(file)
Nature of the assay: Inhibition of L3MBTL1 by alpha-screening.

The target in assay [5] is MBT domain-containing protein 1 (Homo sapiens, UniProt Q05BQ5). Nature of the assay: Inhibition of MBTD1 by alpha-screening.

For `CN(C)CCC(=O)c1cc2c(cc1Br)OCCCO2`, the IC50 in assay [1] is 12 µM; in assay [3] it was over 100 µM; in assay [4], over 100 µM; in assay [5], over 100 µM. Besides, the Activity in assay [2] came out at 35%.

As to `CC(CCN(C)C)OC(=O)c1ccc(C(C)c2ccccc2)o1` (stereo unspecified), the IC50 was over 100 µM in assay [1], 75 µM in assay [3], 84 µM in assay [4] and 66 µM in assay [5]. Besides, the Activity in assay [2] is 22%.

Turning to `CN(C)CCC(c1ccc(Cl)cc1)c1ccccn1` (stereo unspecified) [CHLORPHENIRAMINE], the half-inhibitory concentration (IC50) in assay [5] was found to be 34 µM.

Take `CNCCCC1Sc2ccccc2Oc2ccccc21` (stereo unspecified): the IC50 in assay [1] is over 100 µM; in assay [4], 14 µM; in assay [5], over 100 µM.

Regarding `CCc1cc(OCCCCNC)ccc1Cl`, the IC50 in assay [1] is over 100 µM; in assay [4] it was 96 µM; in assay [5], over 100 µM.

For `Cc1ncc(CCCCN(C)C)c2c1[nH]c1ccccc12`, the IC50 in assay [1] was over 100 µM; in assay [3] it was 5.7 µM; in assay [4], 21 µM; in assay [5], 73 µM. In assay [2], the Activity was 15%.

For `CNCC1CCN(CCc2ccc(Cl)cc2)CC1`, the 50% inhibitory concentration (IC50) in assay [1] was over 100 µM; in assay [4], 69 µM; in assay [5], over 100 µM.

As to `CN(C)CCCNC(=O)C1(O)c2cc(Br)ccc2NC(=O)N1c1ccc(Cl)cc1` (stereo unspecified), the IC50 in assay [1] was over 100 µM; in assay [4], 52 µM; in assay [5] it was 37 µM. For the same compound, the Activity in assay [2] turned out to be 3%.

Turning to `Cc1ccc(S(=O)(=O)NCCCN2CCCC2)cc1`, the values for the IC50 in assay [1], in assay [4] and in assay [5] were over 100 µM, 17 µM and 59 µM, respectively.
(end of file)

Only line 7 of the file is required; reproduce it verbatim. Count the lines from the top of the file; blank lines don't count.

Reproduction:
Regarding `CCc1cc(OCCCCNC)ccc1Cl`, the IC50 in assay [1] is over 100 µM; in assay [4] it was 96 µM; in assay [5], over 100 µM.